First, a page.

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  • HaileUnlikely

    Where is it? About 15 years ago I picked up a $20 box fan and carried it for the final 5-6 miles of a 13-mile run. I didn’t even have confirmation that it worked, but I was too poor to pass it up (and I am happy to report that it did indeed work.)

  • frickorfrack

    Leave it on the curb in the hopes that someone else picks it up for them. Or maybe just as garbage if that doesn’t happen.

    So are they wasteful?.. bored quickly by expensive things?.. or just plain inconsiderate? Quick internet search says this thing goes for over $150.00

    • mail

      you are missing the point by a long shot. This would last for an hour at most on any curb outside of upper northwest in DC.

      • Yeah, most things I set out on my curb seem to be gone by the time I get inside and close the door.

    • UStreeter

      I’m not understanding your outrage. It’s almost a random act of kindness to leave this out for somebody.

      • They’re probably worried about stray children crawling inside and suffocating.

    • Timebomb

      I’d say lazy. Too lazy to recap some of that $150 by selling this on Craigslist. Maybe they already tried and got jerked around by enough nonserious sellers that they gave up? Who knows.

  • sproc

    Nothing wrong with this and I’m sure it was gone in minutes, but don’t underestimate the power of Craigslist to actually sell things. I’m sure the owner could have gotten at least $20, probably more.

    • Lisa

      If it was I I’d’ve put it out just to make somebody happy. Not everything is about money.

      • jumpingjack

        This. And also the amount of work and energy and time (and frankly, risk) that would go into selling this wouldn’t be worth $20, at least to me.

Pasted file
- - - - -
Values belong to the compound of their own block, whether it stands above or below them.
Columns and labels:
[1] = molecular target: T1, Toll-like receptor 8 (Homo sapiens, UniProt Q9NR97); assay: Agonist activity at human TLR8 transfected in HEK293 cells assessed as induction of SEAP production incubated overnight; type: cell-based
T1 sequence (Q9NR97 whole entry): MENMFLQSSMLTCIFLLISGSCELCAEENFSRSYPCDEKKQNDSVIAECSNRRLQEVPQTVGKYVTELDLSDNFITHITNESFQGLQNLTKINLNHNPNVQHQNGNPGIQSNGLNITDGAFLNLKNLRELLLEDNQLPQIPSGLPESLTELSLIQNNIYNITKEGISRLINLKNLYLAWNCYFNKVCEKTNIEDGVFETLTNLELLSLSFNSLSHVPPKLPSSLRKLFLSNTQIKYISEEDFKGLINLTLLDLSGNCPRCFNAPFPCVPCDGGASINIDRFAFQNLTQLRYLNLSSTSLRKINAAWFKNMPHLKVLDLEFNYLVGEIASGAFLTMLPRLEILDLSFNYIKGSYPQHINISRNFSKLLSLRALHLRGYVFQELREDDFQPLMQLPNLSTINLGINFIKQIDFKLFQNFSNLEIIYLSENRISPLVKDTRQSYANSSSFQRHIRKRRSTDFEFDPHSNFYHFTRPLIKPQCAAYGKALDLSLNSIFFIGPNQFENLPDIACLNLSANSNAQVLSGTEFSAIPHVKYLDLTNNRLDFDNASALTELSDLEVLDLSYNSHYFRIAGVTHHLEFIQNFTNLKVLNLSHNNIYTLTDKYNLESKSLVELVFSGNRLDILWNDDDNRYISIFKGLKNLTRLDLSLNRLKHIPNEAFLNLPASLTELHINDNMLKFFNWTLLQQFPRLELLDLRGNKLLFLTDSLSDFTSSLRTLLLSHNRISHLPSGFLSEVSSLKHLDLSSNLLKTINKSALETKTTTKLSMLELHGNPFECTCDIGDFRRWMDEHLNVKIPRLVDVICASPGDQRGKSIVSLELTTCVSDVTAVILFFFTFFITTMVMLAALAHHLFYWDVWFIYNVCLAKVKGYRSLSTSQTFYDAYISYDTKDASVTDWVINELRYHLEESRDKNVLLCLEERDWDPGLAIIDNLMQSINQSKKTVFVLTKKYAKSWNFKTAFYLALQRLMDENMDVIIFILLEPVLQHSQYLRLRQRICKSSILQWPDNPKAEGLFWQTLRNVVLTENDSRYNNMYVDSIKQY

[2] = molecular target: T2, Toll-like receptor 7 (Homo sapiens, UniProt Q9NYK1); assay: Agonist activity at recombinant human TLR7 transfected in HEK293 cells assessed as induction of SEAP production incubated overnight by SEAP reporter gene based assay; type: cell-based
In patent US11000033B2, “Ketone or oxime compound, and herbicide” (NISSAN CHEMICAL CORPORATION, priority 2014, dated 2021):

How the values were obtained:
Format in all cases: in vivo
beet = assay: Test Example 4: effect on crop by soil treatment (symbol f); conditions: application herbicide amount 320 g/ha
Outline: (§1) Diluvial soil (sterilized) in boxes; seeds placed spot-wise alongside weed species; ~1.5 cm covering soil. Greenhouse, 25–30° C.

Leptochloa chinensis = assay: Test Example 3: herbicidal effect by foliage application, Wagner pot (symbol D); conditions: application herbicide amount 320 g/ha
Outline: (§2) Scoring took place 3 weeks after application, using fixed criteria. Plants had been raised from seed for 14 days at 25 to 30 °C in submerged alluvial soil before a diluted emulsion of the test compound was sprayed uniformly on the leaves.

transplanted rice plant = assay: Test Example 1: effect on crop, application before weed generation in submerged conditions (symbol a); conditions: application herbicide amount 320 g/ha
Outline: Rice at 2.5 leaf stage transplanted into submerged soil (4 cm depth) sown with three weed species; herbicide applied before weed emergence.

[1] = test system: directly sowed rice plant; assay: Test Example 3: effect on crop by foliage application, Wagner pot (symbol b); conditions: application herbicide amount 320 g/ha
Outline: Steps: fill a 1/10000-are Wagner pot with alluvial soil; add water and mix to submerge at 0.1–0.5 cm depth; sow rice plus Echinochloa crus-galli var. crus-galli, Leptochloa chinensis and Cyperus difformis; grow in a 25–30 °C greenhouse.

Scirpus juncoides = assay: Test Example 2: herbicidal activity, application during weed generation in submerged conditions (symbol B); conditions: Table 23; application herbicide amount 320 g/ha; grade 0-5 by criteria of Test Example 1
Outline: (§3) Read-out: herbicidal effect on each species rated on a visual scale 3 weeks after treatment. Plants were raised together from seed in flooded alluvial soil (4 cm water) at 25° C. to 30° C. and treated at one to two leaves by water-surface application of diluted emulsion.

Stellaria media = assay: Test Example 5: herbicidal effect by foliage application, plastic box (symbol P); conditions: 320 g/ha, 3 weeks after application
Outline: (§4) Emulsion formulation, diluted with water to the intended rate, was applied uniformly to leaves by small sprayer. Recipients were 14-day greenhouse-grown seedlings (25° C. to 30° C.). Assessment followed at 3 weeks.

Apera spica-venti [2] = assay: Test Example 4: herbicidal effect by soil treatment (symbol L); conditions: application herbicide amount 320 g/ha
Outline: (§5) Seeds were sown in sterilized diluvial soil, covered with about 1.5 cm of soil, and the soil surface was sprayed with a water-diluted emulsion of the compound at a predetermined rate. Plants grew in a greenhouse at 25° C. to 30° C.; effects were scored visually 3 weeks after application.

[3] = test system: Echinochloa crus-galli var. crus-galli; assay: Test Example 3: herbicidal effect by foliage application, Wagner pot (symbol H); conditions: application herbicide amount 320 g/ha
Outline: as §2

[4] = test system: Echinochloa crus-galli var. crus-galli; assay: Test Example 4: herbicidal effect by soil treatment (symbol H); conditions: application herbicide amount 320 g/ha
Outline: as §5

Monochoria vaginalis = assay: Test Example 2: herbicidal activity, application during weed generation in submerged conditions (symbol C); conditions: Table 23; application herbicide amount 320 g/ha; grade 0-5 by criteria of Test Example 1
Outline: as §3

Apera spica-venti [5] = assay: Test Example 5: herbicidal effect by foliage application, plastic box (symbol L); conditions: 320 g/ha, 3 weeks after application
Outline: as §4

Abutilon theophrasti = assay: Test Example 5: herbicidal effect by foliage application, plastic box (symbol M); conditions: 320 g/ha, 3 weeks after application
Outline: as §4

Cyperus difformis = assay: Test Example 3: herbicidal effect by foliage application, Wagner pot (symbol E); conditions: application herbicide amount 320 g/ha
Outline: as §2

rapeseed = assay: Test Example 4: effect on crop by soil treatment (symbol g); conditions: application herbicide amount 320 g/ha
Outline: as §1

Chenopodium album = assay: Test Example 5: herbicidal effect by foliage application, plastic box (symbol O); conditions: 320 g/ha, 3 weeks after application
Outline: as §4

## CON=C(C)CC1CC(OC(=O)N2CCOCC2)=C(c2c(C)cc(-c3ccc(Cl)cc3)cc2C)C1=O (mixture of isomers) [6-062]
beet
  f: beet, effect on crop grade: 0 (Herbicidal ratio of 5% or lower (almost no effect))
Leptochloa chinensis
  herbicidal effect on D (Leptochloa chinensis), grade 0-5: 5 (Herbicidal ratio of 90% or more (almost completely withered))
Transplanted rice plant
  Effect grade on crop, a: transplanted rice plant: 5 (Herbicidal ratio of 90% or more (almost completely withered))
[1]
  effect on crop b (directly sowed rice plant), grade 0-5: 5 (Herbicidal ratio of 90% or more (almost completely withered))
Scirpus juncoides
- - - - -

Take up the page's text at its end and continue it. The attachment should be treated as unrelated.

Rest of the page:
• You would inevitably get a dozen emails asking if you’ll take $10 for it.

          • jumpingjack

            Totally. And then half of the people who said they would come by to buy it wouldn’t show up. And ones who emailed saying they’d pay $20 would show up with $10, or $5, in their pockets. Not worth my time or emotional energy.

  • Philippe Lecheval

    It’s been raining off and on for the past few days. If this thing’s been sitting out for any length of time, I can’t imagine it’s in good working order anymore.

  • wdc

    I bet they put it out because it was super loud. I had a similar one, and even in the basement with the door closed, I could hear it in the living room.
    That, or they upgraded to the 36 bottle model!

    • Is it well vented? We have a 120 bottle model (different manufacturer) in our dining room and you really only hear it just after someone’s opened the door and the compressor fires up to recool. Aside from that you would never hear it unless you’re standing right next to it.

      • wdc

        It was an age thing. It was fine for the first couple years, but as it got older, it got louder. I cleaned all around the air intake; the compressor was just getting wheezy. It still “worked” but I got rid of it and don’t miss it, except at Thanksgiving.